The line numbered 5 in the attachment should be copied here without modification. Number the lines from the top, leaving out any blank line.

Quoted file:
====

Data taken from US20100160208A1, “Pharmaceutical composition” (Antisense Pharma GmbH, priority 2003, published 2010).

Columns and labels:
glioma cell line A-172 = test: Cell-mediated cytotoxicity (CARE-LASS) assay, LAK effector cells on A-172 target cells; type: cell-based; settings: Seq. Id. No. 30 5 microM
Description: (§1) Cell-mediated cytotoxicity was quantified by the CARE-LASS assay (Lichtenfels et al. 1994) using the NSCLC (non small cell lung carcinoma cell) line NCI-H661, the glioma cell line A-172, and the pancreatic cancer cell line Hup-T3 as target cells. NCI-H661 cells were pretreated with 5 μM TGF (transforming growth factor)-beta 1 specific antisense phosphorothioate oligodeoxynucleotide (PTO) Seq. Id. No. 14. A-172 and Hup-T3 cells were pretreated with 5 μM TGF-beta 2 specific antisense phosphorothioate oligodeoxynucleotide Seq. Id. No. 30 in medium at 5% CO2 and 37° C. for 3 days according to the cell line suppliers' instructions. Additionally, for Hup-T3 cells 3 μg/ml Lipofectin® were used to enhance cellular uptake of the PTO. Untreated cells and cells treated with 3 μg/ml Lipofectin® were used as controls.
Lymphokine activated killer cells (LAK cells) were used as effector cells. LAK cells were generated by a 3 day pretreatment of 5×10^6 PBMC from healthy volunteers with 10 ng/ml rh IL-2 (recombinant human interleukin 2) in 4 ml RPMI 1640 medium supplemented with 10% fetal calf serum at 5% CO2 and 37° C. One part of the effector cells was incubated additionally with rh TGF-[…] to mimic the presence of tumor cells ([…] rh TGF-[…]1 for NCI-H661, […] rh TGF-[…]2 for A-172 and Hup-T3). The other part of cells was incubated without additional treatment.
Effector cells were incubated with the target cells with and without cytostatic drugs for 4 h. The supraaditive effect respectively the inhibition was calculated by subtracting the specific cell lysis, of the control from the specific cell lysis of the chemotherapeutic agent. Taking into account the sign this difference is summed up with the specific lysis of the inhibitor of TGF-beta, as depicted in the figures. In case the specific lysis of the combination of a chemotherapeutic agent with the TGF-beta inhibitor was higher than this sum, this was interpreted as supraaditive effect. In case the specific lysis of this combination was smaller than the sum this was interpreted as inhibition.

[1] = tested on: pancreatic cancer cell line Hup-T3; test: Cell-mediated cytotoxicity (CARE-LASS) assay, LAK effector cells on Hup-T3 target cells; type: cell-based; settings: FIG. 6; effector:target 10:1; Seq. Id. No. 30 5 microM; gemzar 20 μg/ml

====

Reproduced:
Lymphokine activated killer cells (LAK cells) were used as effector cells. LAK cells were generated by a 3 day pretreatment of 5×10^6 PBMC from healthy volunteers with 10 ng/ml rh IL-2 (recombinant human interleukin 2) in 4 ml RPMI 1640 medium supplemented with 10% fetal calf serum at 5% CO2 and 37° C. One part of the effector cells was incubated additionally with rh TGF-[…] to mimic the presence of tumor cells ([…] rh TGF-[…]1 for NCI-H661, […] rh TGF-[…]2 for A-172 and Hup-T3). The other part of cells was incubated without additional treatment.